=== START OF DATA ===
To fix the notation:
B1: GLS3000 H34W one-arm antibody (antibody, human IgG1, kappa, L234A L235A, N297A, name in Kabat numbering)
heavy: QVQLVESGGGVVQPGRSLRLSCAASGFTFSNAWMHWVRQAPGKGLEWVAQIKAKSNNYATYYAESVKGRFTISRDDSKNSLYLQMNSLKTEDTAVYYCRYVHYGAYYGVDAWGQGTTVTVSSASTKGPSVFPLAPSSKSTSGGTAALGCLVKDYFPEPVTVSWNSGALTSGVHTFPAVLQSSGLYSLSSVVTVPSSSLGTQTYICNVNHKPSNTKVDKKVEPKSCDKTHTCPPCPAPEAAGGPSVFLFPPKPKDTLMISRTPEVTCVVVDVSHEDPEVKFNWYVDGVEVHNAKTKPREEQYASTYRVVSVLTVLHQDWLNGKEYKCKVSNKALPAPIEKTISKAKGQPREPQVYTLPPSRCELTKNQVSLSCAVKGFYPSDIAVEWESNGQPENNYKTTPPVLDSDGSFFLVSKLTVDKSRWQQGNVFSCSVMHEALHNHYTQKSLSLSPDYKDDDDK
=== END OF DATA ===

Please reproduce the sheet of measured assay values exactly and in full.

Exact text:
To fix the notation:
B1: GLS3000 H34W one-arm antibody (antibody, human IgG1, kappa, L234A L235A, N297A, name in Kabat numbering)
heavy: QVQLVESGGGVVQPGRSLRLSCAASGFTFSNAWMHWVRQAPGKGLEWVAQIKAKSNNYATYYAESVKGRFTISRDDSKNSLYLQMNSLKTEDTAVYYCRYVHYGAYYGVDAWGQGTTVTVSSASTKGPSVFPLAPSSKSTSGGTAALGCLVKDYFPEPVTVSWNSGALTSGVHTFPAVLQSSGLYSLSSVVTVPSSSLGTQTYICNVNHKPSNTKVDKKVEPKSCDKTHTCPPCPAPEAAGGPSVFLFPPKPKDTLMISRTPEVTCVVVDVSHEDPEVKFNWYVDGVEVHNAKTKPREEQYASTYRVVSVLTVLHQDWLNGKEYKCKVSNKALPAPIEKTISKAKGQPREPQVYTLPPSRCELTKNQVSLSCAVKGFYPSDIAVEWESNGQPENNYKTTPPVLDSDGSFFLVSKLTVDKSRWQQGNVFSCSVMHEALHNHYTQKSLSLSPDYKDDDDK